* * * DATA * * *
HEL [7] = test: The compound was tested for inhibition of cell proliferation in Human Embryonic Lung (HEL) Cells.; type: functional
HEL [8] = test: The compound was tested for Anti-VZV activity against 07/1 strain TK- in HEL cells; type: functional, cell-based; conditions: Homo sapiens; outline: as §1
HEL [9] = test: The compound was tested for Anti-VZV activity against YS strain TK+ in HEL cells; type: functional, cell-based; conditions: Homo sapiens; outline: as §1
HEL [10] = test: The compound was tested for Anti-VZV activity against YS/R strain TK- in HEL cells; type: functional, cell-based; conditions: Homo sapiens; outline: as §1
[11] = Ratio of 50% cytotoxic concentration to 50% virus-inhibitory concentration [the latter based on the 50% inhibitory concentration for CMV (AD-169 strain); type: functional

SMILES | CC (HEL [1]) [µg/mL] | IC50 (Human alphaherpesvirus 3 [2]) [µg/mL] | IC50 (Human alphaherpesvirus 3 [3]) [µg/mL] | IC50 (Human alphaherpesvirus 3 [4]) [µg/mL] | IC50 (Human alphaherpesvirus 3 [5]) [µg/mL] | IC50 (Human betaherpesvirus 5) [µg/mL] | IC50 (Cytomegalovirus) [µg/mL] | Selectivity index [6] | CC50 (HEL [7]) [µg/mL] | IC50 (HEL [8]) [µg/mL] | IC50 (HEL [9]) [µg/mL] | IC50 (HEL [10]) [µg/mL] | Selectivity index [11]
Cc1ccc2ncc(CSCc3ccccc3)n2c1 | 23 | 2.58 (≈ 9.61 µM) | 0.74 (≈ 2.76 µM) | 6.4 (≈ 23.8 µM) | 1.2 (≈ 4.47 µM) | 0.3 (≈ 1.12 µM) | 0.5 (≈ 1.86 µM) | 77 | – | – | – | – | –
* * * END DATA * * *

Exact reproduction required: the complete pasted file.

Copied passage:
HEL [7] = test: The compound was tested for inhibition of cell proliferation in Human Embryonic Lung (HEL) Cells.; type: functional
HEL [8] = test: The compound was tested for Anti-VZV activity against 07/1 strain TK- in HEL cells; type: functional, cell-based; conditions: Homo sapiens; outline: as §1
HEL [9] = test: The compound was tested for Anti-VZV activity against YS strain TK+ in HEL cells; type: functional, cell-based; conditions: Homo sapiens; outline: as §1
HEL [10] = test: The compound was tested for Anti-VZV activity against YS/R strain TK- in HEL cells; type: functional, cell-based; conditions: Homo sapiens; outline: as §1
[11] = Ratio of 50% cytotoxic concentration to 50% virus-inhibitory concentration [the latter based on the 50% inhibitory concentration for CMV (AD-169 strain); type: functional

SMILES | CC (HEL [1]) [µg/mL] | IC50 (Human alphaherpesvirus 3 [2]) [µg/mL] | IC50 (Human alphaherpesvirus 3 [3]) [µg/mL] | IC50 (Human alphaherpesvirus 3 [4]) [µg/mL] | IC50 (Human alphaherpesvirus 3 [5]) [µg/mL] | IC50 (Human betaherpesvirus 5) [µg/mL] | IC50 (Cytomegalovirus) [µg/mL] | Selectivity index [6] | CC50 (HEL [7]) [µg/mL] | IC50 (HEL [8]) [µg/mL] | IC50 (HEL [9]) [µg/mL] | IC50 (HEL [10]) [µg/mL] | Selectivity index [11]
Cc1ccc2ncc(CSCc3ccccc3)n2c1 | 23 | 2.58 (≈ 9.61 µM) | 0.74 (≈ 2.76 µM) | 6.4 (≈ 23.8 µM) | 1.2 (≈ 4.47 µM) | 0.3 (≈ 1.12 µM) | 0.5 (≈ 1.86 µM) | 77 | – | – | – | – | –